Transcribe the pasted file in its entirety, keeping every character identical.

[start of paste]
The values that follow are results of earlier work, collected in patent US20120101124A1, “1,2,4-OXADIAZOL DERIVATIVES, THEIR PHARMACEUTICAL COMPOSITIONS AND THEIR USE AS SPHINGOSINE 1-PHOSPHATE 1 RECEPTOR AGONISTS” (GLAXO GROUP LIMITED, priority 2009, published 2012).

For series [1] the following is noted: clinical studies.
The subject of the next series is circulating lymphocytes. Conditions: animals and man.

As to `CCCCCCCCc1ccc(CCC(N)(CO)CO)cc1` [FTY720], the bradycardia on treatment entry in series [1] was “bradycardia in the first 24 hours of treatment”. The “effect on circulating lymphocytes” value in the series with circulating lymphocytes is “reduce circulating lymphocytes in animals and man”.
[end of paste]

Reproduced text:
The values that follow are results of earlier work, collected in patent US20120101124A1, “1,2,4-OXADIAZOL DERIVATIVES, THEIR PHARMACEUTICAL COMPOSITIONS AND THEIR USE AS SPHINGOSINE 1-PHOSPHATE 1 RECEPTOR AGONISTS” (GLAXO GROUP LIMITED, priority 2009, published 2012).

For series [1] the following is noted: clinical studies.
The subject of the next series is circulating lymphocytes. Conditions: animals and man.

As to `CCCCCCCCc1ccc(CCC(N)(CO)CO)cc1` [FTY720], the bradycardia on treatment entry in series [1] was “bradycardia in the first 24 hours of treatment”. The “effect on circulating lymphocytes” value in the series with circulating lymphocytes is “reduce circulating lymphocytes in animals and man”.